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Nickel (Ni) - Properties, Applications

Chemical Formula



Nickel discovered in 1751 in kupfernickel (niccolite) by Crostedt, is obtained commercially from pentlandite and pyrrhotite.

Nickel is a silvery-white metal and takes on a high polish. It is hard, malleable, ductile and to an extent ferromagnetic (up to 360°C). It has a fair electrical conductivity (25% that of copper) and heat conductivity. It belongs to the iron-cobalt group of metals. Nickel is highly resistant to atmospheric corrosion and resists most acids, but is attacked by oxidising acids such as nitric acid.

Natural nickel is a mixture of five stable isotopes, while nine other unstable isotopes are known.

Nickel carbonyl is considered very toxic and exposure should be very limited. The fumes and dust of nickel sulphide are recognised as having carcinogenic potential.


Nickel metal has the following applications:

         Its principal use is as an alloying element in stainless steels, alloys steels, non-ferrous metals and other corrosion resistant alloys, examples of which are: Invar®, Monel®, Inconel®, Nichrome®, Permalloy® and the Hastelloys®.

         Nickel coatings can be deposited electrolytically by electroplating, chemically by electroless or autocatalytic deposition.

         Tubing for desalination plants.


         Additives in amour plate and burglarproof vaults metals.

         In glass to produce a green colour.

         As a catalyst for hydrogenating vegetable oils.

         Ceramic manufacturing.

         Alnico magnets.

         Storage batteries, e.g. nickel-cadmium and nickel-metal hydride based batteries. Such batteries are rechargeable and used for mobile phones, personal stereo equipment and the like.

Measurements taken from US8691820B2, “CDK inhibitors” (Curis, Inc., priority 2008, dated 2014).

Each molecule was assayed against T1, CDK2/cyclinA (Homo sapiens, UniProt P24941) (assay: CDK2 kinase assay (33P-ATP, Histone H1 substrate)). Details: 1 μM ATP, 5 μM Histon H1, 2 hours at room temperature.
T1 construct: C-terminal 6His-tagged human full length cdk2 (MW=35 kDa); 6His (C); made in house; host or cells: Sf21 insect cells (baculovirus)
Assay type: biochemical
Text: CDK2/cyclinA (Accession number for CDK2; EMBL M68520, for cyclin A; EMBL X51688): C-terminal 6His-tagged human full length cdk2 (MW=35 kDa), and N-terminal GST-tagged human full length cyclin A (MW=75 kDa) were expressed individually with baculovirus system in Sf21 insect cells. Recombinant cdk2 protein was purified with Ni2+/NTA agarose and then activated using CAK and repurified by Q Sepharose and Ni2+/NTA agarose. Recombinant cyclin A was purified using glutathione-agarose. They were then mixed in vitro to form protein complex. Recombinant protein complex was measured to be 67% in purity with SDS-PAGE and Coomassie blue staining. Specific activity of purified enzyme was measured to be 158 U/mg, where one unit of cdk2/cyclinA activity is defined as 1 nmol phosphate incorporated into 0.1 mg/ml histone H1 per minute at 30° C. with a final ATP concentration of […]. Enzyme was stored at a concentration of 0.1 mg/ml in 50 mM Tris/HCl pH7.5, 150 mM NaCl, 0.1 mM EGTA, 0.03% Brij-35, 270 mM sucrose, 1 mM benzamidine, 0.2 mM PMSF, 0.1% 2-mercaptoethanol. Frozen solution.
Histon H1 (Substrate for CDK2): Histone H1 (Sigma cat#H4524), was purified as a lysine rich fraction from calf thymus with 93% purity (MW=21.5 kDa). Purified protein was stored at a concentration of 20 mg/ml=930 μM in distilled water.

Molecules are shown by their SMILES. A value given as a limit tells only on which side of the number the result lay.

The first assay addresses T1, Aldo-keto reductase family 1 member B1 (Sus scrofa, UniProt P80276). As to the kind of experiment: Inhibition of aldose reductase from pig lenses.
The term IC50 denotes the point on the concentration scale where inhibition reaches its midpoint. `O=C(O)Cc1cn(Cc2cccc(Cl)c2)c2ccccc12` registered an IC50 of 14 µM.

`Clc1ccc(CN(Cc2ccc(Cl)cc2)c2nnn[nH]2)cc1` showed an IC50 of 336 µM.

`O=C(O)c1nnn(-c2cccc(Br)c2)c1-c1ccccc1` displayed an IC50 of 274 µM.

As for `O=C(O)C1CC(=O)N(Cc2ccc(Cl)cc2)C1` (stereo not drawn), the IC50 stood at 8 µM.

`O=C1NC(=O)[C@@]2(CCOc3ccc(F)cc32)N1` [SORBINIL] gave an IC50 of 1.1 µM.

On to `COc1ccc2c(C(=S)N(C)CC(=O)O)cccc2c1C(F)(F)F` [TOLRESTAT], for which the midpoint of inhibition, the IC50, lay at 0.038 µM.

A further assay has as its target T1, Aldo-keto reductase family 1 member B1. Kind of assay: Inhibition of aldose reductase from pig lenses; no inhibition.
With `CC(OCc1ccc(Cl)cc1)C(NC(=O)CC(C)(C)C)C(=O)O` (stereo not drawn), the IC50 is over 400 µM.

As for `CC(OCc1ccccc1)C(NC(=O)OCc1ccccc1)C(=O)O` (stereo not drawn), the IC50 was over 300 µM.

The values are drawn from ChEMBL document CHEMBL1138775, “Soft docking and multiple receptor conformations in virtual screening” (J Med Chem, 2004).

High purity nickels are used in electronic and aerospace applications, chemical and food processing equipment, for anodes and cathodes, caustics evaporators and heat shields.

         Aircraft turbines components.

         Beryllium nickel is used for springs, switches, bellows, diaphragms and small valves

         Thermometer bulbs and resistance thermometers.

         Glass to metal and ceramic to metal seals.

         Marine, petroleum and chemical processing equipment. (e.g. Monels).

         Incineration systems.

         Controlled expansion nickel superalloys.

         Paramagnetic alloys and shape memory alloys (e.g. Nitinol) are used in fire-sprinkler actuators, tap water anti-scalding devices, green house window hinges, flow regulators, spacecraft solar-panel releases, numerous toys and novelties and under wire brassieres.


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